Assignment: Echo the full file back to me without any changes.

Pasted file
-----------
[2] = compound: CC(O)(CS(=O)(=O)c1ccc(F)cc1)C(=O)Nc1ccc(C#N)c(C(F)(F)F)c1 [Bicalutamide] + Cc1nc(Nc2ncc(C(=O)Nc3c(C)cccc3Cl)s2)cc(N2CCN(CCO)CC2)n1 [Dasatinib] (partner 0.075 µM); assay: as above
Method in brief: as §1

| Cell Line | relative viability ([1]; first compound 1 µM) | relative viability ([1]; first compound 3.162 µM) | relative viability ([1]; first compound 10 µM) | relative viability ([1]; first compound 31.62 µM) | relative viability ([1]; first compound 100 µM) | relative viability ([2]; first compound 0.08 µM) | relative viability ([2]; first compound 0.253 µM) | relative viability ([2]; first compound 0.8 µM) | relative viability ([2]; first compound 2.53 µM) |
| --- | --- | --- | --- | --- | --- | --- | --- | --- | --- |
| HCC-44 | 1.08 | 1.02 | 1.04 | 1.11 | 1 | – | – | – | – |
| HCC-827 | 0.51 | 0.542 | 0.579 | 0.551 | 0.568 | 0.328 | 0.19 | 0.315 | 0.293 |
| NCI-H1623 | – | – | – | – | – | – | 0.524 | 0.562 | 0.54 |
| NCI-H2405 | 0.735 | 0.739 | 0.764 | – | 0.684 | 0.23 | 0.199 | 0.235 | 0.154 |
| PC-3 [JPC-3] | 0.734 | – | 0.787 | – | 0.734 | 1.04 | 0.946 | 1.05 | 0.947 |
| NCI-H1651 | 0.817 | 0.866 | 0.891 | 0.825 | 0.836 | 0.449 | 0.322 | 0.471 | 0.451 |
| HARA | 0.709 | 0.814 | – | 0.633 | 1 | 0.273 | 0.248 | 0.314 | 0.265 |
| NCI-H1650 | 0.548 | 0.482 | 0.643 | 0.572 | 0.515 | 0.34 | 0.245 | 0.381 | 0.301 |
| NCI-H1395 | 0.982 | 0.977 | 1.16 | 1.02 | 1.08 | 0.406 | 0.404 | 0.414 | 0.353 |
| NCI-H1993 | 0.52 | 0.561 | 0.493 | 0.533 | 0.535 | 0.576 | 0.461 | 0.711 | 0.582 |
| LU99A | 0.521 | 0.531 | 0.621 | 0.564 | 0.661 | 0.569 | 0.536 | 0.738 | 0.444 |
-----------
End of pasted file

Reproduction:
[2] = compound: CC(O)(CS(=O)(=O)c1ccc(F)cc1)C(=O)Nc1ccc(C#N)c(C(F)(F)F)c1 [Bicalutamide] + Cc1nc(Nc2ncc(C(=O)Nc3c(C)cccc3Cl)s2)cc(N2CCN(CCO)CC2)n1 [Dasatinib] (partner 0.075 µM); assay: as above
Method in brief: as §1

| Cell Line | relative viability ([1]; first compound 1 µM) | relative viability ([1]; first compound 3.162 µM) | relative viability ([1]; first compound 10 µM) | relative viability ([1]; first compound 31.62 µM) | relative viability ([1]; first compound 100 µM) | relative viability ([2]; first compound 0.08 µM) | relative viability ([2]; first compound 0.253 µM) | relative viability ([2]; first compound 0.8 µM) | relative viability ([2]; first compound 2.53 µM) |
| --- | --- | --- | --- | --- | --- | --- | --- | --- | --- |
| HCC-44 | 1.08 | 1.02 | 1.04 | 1.11 | 1 | – | – | – | – |
| HCC-827 | 0.51 | 0.542 | 0.579 | 0.551 | 0.568 | 0.328 | 0.19 | 0.315 | 0.293 |
| NCI-H1623 | – | – | – | – | – | – | 0.524 | 0.562 | 0.54 |
| NCI-H2405 | 0.735 | 0.739 | 0.764 | – | 0.684 | 0.23 | 0.199 | 0.235 | 0.154 |
| PC-3 [JPC-3] | 0.734 | – | 0.787 | – | 0.734 | 1.04 | 0.946 | 1.05 | 0.947 |
| NCI-H1651 | 0.817 | 0.866 | 0.891 | 0.825 | 0.836 | 0.449 | 0.322 | 0.471 | 0.451 |
| HARA | 0.709 | 0.814 | – | 0.633 | 1 | 0.273 | 0.248 | 0.314 | 0.265 |
| NCI-H1650 | 0.548 | 0.482 | 0.643 | 0.572 | 0.515 | 0.34 | 0.245 | 0.381 | 0.301 |
| NCI-H1395 | 0.982 | 0.977 | 1.16 | 1.02 | 1.08 | 0.406 | 0.404 | 0.414 | 0.353 |
| NCI-H1993 | 0.52 | 0.561 | 0.493 | 0.533 | 0.535 | 0.576 | 0.461 | 0.711 | 0.582 |
| LU99A | 0.521 | 0.531 | 0.621 | 0.564 | 0.661 | 0.569 | 0.536 | 0.738 | 0.444 |